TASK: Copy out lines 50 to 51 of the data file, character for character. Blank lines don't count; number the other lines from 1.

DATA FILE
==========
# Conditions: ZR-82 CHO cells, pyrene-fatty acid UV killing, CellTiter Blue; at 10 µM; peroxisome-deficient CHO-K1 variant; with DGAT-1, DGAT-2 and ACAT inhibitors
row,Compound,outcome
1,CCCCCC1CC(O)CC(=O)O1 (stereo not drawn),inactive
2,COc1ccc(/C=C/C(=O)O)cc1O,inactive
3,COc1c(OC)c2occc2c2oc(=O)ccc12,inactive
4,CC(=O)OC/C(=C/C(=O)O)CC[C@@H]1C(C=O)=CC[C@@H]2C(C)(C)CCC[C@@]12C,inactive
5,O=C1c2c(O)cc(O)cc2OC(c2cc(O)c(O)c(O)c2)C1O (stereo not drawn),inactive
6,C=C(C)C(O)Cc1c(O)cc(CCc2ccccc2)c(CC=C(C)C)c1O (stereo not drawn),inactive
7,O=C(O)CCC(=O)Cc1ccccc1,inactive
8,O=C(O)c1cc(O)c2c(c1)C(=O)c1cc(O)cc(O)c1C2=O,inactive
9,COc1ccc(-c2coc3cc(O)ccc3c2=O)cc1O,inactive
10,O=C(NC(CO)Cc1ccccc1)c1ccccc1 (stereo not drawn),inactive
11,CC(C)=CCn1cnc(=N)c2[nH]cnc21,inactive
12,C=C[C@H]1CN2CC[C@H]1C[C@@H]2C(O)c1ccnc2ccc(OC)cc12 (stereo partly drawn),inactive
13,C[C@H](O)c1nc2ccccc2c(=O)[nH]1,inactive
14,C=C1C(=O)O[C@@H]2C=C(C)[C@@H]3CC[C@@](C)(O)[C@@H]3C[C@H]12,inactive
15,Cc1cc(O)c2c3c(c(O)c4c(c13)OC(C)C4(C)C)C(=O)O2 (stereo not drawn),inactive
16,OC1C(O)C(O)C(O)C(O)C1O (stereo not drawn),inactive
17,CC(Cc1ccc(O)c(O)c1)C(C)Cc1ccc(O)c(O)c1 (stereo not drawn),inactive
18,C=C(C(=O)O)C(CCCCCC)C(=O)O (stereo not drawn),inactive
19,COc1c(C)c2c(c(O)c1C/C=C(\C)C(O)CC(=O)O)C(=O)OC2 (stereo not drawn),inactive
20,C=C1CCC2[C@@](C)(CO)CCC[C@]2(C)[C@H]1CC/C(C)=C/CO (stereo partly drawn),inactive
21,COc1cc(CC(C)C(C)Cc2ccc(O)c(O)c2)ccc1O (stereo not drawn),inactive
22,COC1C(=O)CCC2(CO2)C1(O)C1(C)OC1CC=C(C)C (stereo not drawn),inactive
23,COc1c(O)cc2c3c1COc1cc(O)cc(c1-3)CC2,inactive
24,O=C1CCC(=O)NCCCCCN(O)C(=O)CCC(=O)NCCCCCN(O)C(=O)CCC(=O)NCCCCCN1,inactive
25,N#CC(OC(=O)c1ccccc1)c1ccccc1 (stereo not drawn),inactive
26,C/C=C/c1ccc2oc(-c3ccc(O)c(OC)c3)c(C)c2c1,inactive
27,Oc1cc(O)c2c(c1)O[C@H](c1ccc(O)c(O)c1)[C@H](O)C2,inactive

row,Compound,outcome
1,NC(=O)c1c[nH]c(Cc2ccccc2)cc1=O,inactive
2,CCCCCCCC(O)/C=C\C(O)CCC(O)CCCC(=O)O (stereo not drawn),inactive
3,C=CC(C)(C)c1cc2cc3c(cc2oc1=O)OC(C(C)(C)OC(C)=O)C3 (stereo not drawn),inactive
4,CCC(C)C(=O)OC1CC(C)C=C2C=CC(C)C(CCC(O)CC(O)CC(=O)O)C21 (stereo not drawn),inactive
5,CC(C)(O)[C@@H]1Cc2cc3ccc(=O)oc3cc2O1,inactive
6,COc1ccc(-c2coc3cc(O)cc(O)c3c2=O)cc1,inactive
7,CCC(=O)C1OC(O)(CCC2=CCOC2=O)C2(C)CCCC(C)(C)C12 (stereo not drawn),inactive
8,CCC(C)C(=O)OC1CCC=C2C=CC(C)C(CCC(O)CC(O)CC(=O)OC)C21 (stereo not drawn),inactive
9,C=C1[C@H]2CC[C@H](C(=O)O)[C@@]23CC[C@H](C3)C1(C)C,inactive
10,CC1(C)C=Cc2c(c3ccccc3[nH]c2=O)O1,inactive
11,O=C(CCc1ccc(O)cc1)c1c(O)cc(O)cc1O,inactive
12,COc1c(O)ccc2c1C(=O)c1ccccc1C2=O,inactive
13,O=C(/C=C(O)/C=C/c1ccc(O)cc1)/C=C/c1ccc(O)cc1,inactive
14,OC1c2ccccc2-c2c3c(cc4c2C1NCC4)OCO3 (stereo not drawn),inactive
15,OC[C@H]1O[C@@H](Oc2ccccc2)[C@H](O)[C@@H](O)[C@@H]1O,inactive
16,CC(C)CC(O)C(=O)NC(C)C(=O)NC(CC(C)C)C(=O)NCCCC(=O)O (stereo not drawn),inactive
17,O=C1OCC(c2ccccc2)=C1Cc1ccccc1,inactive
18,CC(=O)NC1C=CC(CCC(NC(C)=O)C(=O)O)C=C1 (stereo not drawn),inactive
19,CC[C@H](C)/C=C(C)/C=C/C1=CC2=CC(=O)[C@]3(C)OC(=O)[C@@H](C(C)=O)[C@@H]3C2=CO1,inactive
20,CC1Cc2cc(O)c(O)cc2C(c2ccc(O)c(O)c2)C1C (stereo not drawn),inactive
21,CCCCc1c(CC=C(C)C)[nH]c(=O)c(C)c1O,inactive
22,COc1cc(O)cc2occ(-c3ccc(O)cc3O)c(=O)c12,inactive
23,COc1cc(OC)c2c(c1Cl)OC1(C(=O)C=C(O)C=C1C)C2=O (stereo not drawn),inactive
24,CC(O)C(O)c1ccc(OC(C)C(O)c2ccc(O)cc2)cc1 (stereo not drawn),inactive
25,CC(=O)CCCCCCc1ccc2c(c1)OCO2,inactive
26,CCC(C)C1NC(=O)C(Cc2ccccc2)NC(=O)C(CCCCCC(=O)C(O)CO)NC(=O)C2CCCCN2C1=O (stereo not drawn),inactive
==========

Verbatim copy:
20,CC1Cc2cc(O)c(O)cc2C(c2ccc(O)c(O)c2)C1C (stereo not drawn),inactive
21,CCCCc1c(CC=C(C)C)[nH]c(=O)c(C)c1O,inactive